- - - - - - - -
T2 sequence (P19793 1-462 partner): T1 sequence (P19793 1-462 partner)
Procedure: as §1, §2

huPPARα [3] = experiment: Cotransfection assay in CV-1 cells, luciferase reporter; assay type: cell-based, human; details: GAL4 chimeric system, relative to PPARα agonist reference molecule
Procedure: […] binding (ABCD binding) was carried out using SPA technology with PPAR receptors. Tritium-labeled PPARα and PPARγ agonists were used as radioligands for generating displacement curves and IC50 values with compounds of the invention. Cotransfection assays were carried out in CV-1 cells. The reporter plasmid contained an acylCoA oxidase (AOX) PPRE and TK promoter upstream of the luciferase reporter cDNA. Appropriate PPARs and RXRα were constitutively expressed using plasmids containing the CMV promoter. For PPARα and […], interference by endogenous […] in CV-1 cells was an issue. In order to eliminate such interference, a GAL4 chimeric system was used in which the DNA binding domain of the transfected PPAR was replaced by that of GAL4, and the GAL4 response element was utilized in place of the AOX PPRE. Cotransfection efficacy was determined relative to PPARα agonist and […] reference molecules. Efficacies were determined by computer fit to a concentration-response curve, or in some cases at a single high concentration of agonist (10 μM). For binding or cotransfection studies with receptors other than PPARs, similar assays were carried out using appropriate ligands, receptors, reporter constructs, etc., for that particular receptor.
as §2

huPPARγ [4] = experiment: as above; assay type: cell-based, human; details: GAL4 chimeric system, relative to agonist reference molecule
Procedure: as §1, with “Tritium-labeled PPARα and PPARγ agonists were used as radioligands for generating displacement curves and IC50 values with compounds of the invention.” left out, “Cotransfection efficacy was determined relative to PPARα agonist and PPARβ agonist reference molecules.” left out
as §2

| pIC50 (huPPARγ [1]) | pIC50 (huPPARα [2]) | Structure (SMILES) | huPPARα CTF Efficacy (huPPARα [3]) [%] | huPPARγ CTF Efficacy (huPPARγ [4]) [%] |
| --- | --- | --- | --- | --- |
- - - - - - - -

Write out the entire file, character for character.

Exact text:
T2 sequence (P19793 1-462 partner): T1 sequence (P19793 1-462 partner)
Procedure: as §1, §2

huPPARα [3] = experiment: Cotransfection assay in CV-1 cells, luciferase reporter; assay type: cell-based, human; details: GAL4 chimeric system, relative to PPARα agonist reference molecule
Procedure: […] binding (ABCD binding) was carried out using SPA technology with PPAR receptors. Tritium-labeled PPARα and PPARγ agonists were used as radioligands for generating displacement curves and IC50 values with compounds of the invention. Cotransfection assays were carried out in CV-1 cells. The reporter plasmid contained an acylCoA oxidase (AOX) PPRE and TK promoter upstream of the luciferase reporter cDNA. Appropriate PPARs and RXRα were constitutively expressed using plasmids containing the CMV promoter. For PPARα and […], interference by endogenous […] in CV-1 cells was an issue. In order to eliminate such interference, a GAL4 chimeric system was used in which the DNA binding domain of the transfected PPAR was replaced by that of GAL4, and the GAL4 response element was utilized in place of the AOX PPRE. Cotransfection efficacy was determined relative to PPARα agonist and […] reference molecules. Efficacies were determined by computer fit to a concentration-response curve, or in some cases at a single high concentration of agonist (10 μM). For binding or cotransfection studies with receptors other than PPARs, similar assays were carried out using appropriate ligands, receptors, reporter constructs, etc., for that particular receptor.
as §2

huPPARγ [4] = experiment: as above; assay type: cell-based, human; details: GAL4 chimeric system, relative to agonist reference molecule
Procedure: as §1, with “Tritium-labeled PPARα and PPARγ agonists were used as radioligands for generating displacement curves and IC50 values with compounds of the invention.” left out, “Cotransfection efficacy was determined relative to PPARα agonist and PPARβ agonist reference molecules.” left out
as §2

| pIC50 (huPPARγ [1]) | pIC50 (huPPARα [2]) | Structure (SMILES) | huPPARα CTF Efficacy (huPPARα [3]) [%] | huPPARγ CTF Efficacy (huPPARγ [4]) [%] |
| --- | --- | --- | --- | --- |